Leesburg, Winchester, Loudoun County Attorneys
Call for a Free Consultation 703-997-7821
  • Facebook
  • Twitter
  • LinkedIn
Hablamos Español Sign up for our Newsletter!
x Which Newsletter are you intersted in? *

Subscribe to our criminal & civil law mailing list

* indicates required

Subscribe to our church & nonprofit law mailing list

* indicates required

What is the Role of a Grand Jury in the Criminal Justice System?

Not all criminal cases require grand juries. In fact, misdemeanors and traffic offenses are not subject to grand juries but all felonies require a grand jury for indictment.

Types of grand juries

The Handbook for Virginia Grand Jurors describes three types of juries used in felony cases:

  • Regular Grand Jury. The Regular Grand Jury is the most common type of grand jury. It generally consists of five to seven members in the city or county where the Circuit Court is holding the investigation. However, the Circuit Court may summon up to nine people when it wants to be sure of a sufficient number of jurors.
  • Special Grand Jury. A Special Grand Jury consists of seven to eleven citizens in the city or county of the Circuit Court. The Circuit Court summons this jury to investigate conditions protecting criminal activity in the community or criminal activity by any governmental authority, agencies or officials. The Special Grand Jury reports its findings to the Circuit Court.
  • Multi-Jurisdiction Grand Jury. A Multi-Jurisdiction Grand Jury has the job of investigating drug crimes that involve more than one jurisdiction, specifically when both state and federal prosecutors or more than one state court seeks an indictment. The grand jury must report its findings to the state and federal prosecutors. The number of members on a Multi-Jurisdiction Grand Jury range from seven to 11, and they consider alleged crimes in different Virginia locations and court jurisdictions.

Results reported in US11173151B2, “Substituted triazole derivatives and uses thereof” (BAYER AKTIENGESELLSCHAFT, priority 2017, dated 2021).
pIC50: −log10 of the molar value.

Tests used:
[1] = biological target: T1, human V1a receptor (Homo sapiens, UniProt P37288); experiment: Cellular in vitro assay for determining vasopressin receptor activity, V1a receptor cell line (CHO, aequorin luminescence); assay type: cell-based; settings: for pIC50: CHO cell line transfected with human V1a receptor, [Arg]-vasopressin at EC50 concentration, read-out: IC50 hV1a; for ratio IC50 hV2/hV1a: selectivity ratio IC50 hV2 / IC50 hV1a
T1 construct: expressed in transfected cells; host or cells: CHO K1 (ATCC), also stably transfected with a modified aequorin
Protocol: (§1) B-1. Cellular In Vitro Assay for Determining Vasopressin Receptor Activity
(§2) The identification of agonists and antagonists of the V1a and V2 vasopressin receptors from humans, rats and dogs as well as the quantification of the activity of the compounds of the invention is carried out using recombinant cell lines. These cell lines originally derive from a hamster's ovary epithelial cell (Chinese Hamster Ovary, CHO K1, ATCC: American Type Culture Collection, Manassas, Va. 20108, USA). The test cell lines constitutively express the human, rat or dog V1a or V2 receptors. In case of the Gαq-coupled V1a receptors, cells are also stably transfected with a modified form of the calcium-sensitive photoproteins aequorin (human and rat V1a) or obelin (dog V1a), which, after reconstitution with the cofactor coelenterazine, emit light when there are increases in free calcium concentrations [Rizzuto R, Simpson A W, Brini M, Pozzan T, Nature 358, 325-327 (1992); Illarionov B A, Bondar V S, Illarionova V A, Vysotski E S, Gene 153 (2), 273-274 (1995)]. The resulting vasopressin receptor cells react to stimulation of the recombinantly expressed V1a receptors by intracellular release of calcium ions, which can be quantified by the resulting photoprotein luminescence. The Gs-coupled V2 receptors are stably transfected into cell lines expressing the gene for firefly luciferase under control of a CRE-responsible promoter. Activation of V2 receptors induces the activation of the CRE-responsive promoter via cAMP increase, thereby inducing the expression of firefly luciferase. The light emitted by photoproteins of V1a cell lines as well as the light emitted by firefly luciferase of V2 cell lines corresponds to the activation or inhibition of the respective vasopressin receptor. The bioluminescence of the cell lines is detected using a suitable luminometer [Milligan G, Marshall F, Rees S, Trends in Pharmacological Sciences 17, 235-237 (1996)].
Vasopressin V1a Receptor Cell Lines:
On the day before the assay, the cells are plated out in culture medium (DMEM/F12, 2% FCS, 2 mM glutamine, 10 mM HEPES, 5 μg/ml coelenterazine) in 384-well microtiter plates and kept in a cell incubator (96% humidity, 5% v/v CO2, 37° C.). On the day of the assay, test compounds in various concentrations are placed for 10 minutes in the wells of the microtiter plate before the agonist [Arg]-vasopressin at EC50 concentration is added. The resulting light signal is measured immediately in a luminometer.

All grand juries operate differently than trial juries, basically because they have a different purpose. It’s their job to determine whether probable cause exists that the accused individual committed a serious crime and to decide whether the person should stand trial at a later time. The Grand Jury does not hear opposing counsels present their cases and it does not decide on the defendant’s innocence or guilt.

Rely on our commitment and criminal law experience

Simms Showers LLP works diligently to provide you with aggressive and effective criminal defense. Attorney Caleb A. Kershner brings extensive criminal law experience to the courtroom through his background as a former prosecuting attorney. He has tried hundreds of bench and jury trials. He has also negotiated thousands of cases to favorable resolution and knows prosecution’s legal tactics and what defense strategies can prevail.

MileMark Media - Practice Growth Solutions

© 2015 Simms Showers LLP. All rights reserved.
This law firm website is managed by MileMark Media.

Contact Form Tab